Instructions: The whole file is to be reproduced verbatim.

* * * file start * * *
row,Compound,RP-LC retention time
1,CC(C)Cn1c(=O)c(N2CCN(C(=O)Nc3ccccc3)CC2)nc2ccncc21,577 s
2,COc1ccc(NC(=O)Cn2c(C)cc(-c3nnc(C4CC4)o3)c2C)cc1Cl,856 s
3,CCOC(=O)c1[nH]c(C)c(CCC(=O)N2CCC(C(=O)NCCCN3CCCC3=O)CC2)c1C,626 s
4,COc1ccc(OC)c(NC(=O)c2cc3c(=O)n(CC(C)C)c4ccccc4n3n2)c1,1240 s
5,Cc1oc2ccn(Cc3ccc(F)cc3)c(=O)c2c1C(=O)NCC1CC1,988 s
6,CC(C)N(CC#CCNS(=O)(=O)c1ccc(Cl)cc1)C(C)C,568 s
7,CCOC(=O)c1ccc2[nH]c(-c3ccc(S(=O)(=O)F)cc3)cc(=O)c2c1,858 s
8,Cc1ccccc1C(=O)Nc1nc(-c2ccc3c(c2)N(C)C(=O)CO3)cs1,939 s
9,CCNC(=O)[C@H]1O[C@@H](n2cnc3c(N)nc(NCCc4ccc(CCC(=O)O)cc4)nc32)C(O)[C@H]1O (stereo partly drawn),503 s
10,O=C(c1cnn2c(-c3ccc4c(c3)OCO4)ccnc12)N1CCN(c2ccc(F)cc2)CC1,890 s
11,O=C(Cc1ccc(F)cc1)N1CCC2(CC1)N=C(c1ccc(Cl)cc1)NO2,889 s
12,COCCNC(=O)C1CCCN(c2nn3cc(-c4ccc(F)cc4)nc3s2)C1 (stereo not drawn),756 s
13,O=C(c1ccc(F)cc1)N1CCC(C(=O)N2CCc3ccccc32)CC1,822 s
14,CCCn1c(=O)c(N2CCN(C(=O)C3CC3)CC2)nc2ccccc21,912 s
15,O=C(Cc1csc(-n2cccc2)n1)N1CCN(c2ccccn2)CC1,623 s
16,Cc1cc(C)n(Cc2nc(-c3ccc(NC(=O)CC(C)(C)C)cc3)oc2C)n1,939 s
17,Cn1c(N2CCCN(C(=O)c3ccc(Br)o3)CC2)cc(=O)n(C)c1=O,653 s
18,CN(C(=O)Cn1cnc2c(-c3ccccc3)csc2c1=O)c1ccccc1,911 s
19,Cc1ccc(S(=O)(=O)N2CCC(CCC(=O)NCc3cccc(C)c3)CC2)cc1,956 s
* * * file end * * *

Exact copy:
row,Compound,RP-LC retention time
1,CC(C)Cn1c(=O)c(N2CCN(C(=O)Nc3ccccc3)CC2)nc2ccncc21,577 s
2,COc1ccc(NC(=O)Cn2c(C)cc(-c3nnc(C4CC4)o3)c2C)cc1Cl,856 s
3,CCOC(=O)c1[nH]c(C)c(CCC(=O)N2CCC(C(=O)NCCCN3CCCC3=O)CC2)c1C,626 s
4,COc1ccc(OC)c(NC(=O)c2cc3c(=O)n(CC(C)C)c4ccccc4n3n2)c1,1240 s
5,Cc1oc2ccn(Cc3ccc(F)cc3)c(=O)c2c1C(=O)NCC1CC1,988 s
6,CC(C)N(CC#CCNS(=O)(=O)c1ccc(Cl)cc1)C(C)C,568 s
7,CCOC(=O)c1ccc2[nH]c(-c3ccc(S(=O)(=O)F)cc3)cc(=O)c2c1,858 s
8,Cc1ccccc1C(=O)Nc1nc(-c2ccc3c(c2)N(C)C(=O)CO3)cs1,939 s
9,CCNC(=O)[C@H]1O[C@@H](n2cnc3c(N)nc(NCCc4ccc(CCC(=O)O)cc4)nc32)C(O)[C@H]1O (stereo partly drawn),503 s
10,O=C(c1cnn2c(-c3ccc4c(c3)OCO4)ccnc12)N1CCN(c2ccc(F)cc2)CC1,890 s
11,O=C(Cc1ccc(F)cc1)N1CCC2(CC1)N=C(c1ccc(Cl)cc1)NO2,889 s
12,COCCNC(=O)C1CCCN(c2nn3cc(-c4ccc(F)cc4)nc3s2)C1 (stereo not drawn),756 s
13,O=C(c1ccc(F)cc1)N1CCC(C(=O)N2CCc3ccccc32)CC1,822 s
14,CCCn1c(=O)c(N2CCN(C(=O)C3CC3)CC2)nc2ccccc21,912 s
15,O=C(Cc1csc(-n2cccc2)n1)N1CCN(c2ccccn2)CC1,623 s
16,Cc1cc(C)n(Cc2nc(-c3ccc(NC(=O)CC(C)(C)C)cc3)oc2C)n1,939 s
17,Cn1c(N2CCCN(C(=O)c3ccc(Br)o3)CC2)cc(=O)n(C)c1=O,653 s
18,CN(C(=O)Cn1cnc2c(-c3ccccc3)csc2c1=O)c1ccccc1,911 s
19,Cc1ccc(S(=O)(=O)N2CCC(CCC(=O)NCc3cccc(C)c3)CC2)cc1,956 s